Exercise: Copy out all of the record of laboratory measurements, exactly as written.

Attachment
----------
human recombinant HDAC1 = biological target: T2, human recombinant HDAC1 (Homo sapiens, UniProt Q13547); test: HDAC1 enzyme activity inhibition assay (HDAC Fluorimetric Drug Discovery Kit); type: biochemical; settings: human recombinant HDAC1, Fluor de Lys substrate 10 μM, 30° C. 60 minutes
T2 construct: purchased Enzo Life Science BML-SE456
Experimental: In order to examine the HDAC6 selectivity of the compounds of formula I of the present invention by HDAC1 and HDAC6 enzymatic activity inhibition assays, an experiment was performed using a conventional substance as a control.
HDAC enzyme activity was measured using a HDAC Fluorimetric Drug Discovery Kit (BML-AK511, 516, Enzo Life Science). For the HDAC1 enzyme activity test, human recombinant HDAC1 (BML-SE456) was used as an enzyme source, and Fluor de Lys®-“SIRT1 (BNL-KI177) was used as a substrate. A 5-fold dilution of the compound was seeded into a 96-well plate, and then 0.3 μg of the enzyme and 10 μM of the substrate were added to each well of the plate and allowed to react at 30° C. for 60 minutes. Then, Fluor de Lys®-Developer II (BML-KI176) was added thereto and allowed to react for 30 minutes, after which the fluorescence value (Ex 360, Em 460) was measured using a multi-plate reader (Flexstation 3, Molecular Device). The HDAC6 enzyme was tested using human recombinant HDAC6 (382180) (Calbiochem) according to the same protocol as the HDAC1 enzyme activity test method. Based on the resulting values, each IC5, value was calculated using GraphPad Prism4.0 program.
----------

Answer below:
human recombinant HDAC1 = biological target: T2, human recombinant HDAC1 (Homo sapiens, UniProt Q13547); test: HDAC1 enzyme activity inhibition assay (HDAC Fluorimetric Drug Discovery Kit); type: biochemical; settings: human recombinant HDAC1, Fluor de Lys substrate 10 μM, 30° C. 60 minutes
T2 construct: purchased Enzo Life Science BML-SE456
Experimental: In order to examine the HDAC6 selectivity of the compounds of formula I of the present invention by HDAC1 and HDAC6 enzymatic activity inhibition assays, an experiment was performed using a conventional substance as a control.
HDAC enzyme activity was measured using a HDAC Fluorimetric Drug Discovery Kit (BML-AK511, 516, Enzo Life Science). For the HDAC1 enzyme activity test, human recombinant HDAC1 (BML-SE456) was used as an enzyme source, and Fluor de Lys®-“SIRT1 (BNL-KI177) was used as a substrate. A 5-fold dilution of the compound was seeded into a 96-well plate, and then 0.3 μg of the enzyme and 10 μM of the substrate were added to each well of the plate and allowed to react at 30° C. for 60 minutes. Then, Fluor de Lys®-Developer II (BML-KI176) was added thereto and allowed to react for 30 minutes, after which the fluorescence value (Ex 360, Em 460) was measured using a multi-plate reader (Flexstation 3, Molecular Device). The HDAC6 enzyme was tested using human recombinant HDAC6 (382180) (Calbiochem) according to the same protocol as the HDAC1 enzyme activity test method. Based on the resulting values, each IC5, value was calculated using GraphPad Prism4.0 program.